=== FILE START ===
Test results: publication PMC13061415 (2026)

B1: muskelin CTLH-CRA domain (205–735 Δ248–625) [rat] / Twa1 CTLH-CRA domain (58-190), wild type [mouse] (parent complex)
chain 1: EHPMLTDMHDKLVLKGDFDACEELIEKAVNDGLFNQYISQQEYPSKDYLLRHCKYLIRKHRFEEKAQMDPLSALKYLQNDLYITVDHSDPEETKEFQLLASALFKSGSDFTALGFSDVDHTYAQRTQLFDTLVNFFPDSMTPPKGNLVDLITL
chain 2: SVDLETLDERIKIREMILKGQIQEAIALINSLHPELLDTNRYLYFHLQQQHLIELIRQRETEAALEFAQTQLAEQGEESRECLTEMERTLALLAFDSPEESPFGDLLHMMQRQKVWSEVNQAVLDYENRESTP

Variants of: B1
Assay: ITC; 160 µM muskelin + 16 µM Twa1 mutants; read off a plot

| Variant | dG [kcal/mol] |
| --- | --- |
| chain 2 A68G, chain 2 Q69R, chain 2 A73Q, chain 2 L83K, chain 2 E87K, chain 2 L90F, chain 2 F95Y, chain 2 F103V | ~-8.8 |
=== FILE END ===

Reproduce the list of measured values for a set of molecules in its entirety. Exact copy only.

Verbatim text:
Test results: publication PMC13061415 (2026)

B1: muskelin CTLH-CRA domain (205–735 Δ248–625) [rat] / Twa1 CTLH-CRA domain (58-190), wild type [mouse] (parent complex)
chain 1: EHPMLTDMHDKLVLKGDFDACEELIEKAVNDGLFNQYISQQEYPSKDYLLRHCKYLIRKHRFEEKAQMDPLSALKYLQNDLYITVDHSDPEETKEFQLLASALFKSGSDFTALGFSDVDHTYAQRTQLFDTLVNFFPDSMTPPKGNLVDLITL
chain 2: SVDLETLDERIKIREMILKGQIQEAIALINSLHPELLDTNRYLYFHLQQQHLIELIRQRETEAALEFAQTQLAEQGEESRECLTEMERTLALLAFDSPEESPFGDLLHMMQRQKVWSEVNQAVLDYENRESTP

Variants of: B1
Assay: ITC; 160 µM muskelin + 16 µM Twa1 mutants; read off a plot

| Variant | dG [kcal/mol] |
| --- | --- |
| chain 2 A68G, chain 2 Q69R, chain 2 A73Q, chain 2 L83K, chain 2 E87K, chain 2 L90F, chain 2 F95Y, chain 2 F103V | ~-8.8 |